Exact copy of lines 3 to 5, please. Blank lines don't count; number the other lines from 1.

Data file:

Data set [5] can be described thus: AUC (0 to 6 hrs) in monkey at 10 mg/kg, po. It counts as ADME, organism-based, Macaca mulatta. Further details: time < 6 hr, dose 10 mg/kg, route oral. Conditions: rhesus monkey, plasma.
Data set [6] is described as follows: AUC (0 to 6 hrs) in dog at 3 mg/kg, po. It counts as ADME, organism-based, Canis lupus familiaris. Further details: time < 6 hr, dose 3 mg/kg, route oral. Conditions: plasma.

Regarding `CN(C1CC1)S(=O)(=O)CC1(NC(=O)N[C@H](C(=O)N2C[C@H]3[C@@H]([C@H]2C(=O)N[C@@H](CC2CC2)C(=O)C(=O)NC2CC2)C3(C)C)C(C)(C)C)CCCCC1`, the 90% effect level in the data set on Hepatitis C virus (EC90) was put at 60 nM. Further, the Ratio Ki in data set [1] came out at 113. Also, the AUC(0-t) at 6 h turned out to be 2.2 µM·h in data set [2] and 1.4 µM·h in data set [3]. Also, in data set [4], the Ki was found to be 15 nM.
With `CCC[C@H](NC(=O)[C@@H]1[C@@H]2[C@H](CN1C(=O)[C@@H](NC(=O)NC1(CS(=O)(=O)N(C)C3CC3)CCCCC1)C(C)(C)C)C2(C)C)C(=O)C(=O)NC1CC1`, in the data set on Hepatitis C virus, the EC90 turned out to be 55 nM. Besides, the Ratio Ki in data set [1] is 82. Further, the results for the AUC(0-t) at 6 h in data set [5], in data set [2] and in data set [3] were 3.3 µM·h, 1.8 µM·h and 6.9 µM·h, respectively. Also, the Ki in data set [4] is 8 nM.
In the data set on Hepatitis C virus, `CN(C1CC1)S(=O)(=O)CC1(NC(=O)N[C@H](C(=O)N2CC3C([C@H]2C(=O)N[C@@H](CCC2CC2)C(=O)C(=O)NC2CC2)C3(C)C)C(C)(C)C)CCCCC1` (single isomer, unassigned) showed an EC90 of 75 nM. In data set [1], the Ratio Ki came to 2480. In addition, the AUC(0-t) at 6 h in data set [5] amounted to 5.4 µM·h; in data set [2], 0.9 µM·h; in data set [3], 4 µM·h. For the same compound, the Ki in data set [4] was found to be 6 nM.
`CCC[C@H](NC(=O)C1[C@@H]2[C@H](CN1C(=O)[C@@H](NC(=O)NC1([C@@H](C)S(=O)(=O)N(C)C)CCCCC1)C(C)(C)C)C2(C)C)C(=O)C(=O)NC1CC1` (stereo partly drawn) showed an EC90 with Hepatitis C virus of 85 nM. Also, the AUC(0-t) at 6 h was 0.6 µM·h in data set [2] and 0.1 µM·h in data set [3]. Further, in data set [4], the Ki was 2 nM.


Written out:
Regarding `CN(C1CC1)S(=O)(=O)CC1(NC(=O)N[C@H](C(=O)N2C[C@H]3[C@@H]([C@H]2C(=O)N[C@@H](CC2CC2)C(=O)C(=O)NC2CC2)C3(C)C)C(C)(C)C)CCCCC1`, the 90% effect level in the data set on Hepatitis C virus (EC90) was put at 60 nM. Further, the Ratio Ki in data set [1] came out at 113. Also, the AUC(0-t) at 6 h turned out to be 2.2 µM·h in data set [2] and 1.4 µM·h in data set [3]. Also, in data set [4], the Ki was found to be 15 nM.
With `CCC[C@H](NC(=O)[C@@H]1[C@@H]2[C@H](CN1C(=O)[C@@H](NC(=O)NC1(CS(=O)(=O)N(C)C3CC3)CCCCC1)C(C)(C)C)C2(C)C)C(=O)C(=O)NC1CC1`, in the data set on Hepatitis C virus, the EC90 turned out to be 55 nM. Besides, the Ratio Ki in data set [1] is 82. Further, the results for the AUC(0-t) at 6 h in data set [5], in data set [2] and in data set [3] were 3.3 µM·h, 1.8 µM·h and 6.9 µM·h, respectively. Also, the Ki in data set [4] is 8 nM.
In the data set on Hepatitis C virus, `CN(C1CC1)S(=O)(=O)CC1(NC(=O)N[C@H](C(=O)N2CC3C([C@H]2C(=O)N[C@@H](CCC2CC2)C(=O)C(=O)NC2CC2)C3(C)C)C(C)(C)C)CCCCC1` (single isomer, unassigned) showed an EC90 of 75 nM. In data set [1], the Ratio Ki came to 2480. In addition, the AUC(0-t) at 6 h in data set [5] amounted to 5.4 µM·h; in data set [2], 0.9 µM·h; in data set [3], 4 µM·h. For the same compound, the Ki in data set [4] was found to be 6 nM.